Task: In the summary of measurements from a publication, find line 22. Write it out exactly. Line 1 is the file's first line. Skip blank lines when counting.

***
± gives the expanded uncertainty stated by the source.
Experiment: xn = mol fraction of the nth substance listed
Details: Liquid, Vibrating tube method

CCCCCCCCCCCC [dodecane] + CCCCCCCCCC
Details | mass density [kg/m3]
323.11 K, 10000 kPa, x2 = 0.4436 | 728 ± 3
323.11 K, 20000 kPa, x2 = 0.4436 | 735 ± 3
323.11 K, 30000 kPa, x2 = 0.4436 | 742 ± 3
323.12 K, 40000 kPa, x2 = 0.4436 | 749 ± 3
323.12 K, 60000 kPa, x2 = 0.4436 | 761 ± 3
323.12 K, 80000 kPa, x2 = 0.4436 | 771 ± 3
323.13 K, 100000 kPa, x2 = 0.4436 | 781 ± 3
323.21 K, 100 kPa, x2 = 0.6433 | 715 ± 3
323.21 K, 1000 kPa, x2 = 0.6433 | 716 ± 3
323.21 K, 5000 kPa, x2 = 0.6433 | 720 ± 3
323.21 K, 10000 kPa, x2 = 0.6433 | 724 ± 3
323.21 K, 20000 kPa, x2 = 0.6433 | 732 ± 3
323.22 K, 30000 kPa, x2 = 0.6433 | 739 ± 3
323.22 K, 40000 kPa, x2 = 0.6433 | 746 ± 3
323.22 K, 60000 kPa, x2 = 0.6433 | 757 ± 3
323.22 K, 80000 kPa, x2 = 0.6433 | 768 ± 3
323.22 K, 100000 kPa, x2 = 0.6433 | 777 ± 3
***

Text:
323.22 K, 100000 kPa, x2 = 0.6433 | 777 ± 3